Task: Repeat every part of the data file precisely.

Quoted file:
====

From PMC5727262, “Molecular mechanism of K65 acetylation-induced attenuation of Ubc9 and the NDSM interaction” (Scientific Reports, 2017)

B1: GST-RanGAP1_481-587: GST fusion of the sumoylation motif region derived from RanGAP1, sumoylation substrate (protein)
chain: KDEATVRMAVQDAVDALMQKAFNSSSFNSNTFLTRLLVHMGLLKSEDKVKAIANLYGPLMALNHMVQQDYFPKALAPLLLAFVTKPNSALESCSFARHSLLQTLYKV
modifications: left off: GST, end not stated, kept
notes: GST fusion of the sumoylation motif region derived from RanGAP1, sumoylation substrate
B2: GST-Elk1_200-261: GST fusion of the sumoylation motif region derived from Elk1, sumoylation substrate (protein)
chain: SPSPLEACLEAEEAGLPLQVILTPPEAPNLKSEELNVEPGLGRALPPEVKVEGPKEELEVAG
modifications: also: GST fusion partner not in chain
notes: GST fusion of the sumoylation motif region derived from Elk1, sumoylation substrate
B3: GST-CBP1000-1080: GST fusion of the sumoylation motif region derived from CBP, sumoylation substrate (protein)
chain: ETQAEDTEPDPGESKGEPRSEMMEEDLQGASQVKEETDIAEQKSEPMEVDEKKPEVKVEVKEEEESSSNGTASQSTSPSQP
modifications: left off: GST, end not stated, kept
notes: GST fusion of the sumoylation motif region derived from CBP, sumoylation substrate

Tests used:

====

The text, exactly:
From PMC5727262, “Molecular mechanism of K65 acetylation-induced attenuation of Ubc9 and the NDSM interaction” (Scientific Reports, 2017)

B1: GST-RanGAP1_481-587: GST fusion of the sumoylation motif region derived from RanGAP1, sumoylation substrate (protein)
chain: KDEATVRMAVQDAVDALMQKAFNSSSFNSNTFLTRLLVHMGLLKSEDKVKAIANLYGPLMALNHMVQQDYFPKALAPLLLAFVTKPNSALESCSFARHSLLQTLYKV
modifications: left off: GST, end not stated, kept
notes: GST fusion of the sumoylation motif region derived from RanGAP1, sumoylation substrate
B2: GST-Elk1_200-261: GST fusion of the sumoylation motif region derived from Elk1, sumoylation substrate (protein)
chain: SPSPLEACLEAEEAGLPLQVILTPPEAPNLKSEELNVEPGLGRALPPEVKVEGPKEELEVAG
modifications: also: GST fusion partner not in chain
notes: GST fusion of the sumoylation motif region derived from Elk1, sumoylation substrate
B3: GST-CBP1000-1080: GST fusion of the sumoylation motif region derived from CBP, sumoylation substrate (protein)
chain: ETQAEDTEPDPGESKGEPRSEMMEEDLQGASQVKEETDIAEQKSEPMEVDEKKPEVKVEVKEEEESSSNGTASQSTSPSQP
modifications: left off: GST, end not stated, kept
notes: GST fusion of the sumoylation motif region derived from CBP, sumoylation substrate

Tests used: